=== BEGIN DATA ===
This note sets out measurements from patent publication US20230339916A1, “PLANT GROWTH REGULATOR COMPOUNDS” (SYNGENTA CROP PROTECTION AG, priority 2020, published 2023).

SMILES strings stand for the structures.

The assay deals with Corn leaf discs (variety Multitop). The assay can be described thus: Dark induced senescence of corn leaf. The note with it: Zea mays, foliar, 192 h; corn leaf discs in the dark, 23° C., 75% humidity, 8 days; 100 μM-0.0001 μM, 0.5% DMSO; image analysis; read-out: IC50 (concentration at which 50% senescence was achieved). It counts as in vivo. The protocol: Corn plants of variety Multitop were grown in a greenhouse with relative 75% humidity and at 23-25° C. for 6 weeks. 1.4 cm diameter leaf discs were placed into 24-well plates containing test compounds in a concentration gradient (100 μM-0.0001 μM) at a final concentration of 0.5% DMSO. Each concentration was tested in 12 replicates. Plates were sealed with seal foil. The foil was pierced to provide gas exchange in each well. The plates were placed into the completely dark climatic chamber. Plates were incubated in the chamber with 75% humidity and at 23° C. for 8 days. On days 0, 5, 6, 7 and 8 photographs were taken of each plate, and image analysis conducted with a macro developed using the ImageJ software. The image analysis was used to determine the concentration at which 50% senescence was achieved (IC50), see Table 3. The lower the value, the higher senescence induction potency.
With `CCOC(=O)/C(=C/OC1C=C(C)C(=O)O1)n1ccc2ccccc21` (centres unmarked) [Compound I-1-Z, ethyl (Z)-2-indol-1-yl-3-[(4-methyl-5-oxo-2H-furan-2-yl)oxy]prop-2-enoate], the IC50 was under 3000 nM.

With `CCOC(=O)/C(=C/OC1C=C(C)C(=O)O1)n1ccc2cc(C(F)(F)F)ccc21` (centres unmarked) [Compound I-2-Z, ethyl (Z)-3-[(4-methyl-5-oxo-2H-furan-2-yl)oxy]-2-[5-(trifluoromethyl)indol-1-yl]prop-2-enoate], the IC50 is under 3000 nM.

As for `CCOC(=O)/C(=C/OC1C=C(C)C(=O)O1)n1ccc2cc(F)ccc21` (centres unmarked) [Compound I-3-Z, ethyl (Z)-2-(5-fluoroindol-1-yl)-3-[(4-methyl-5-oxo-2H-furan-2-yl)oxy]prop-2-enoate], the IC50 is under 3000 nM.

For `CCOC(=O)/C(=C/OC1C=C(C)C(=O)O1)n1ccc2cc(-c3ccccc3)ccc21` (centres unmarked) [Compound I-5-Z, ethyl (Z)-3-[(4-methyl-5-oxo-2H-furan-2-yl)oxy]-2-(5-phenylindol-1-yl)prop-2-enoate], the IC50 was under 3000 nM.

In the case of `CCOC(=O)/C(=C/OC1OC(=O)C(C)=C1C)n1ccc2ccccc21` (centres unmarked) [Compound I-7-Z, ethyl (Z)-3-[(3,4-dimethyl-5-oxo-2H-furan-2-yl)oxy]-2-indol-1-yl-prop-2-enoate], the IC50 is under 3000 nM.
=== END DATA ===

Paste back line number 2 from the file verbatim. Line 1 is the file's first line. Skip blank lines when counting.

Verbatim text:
SMILES strings stand for the structures.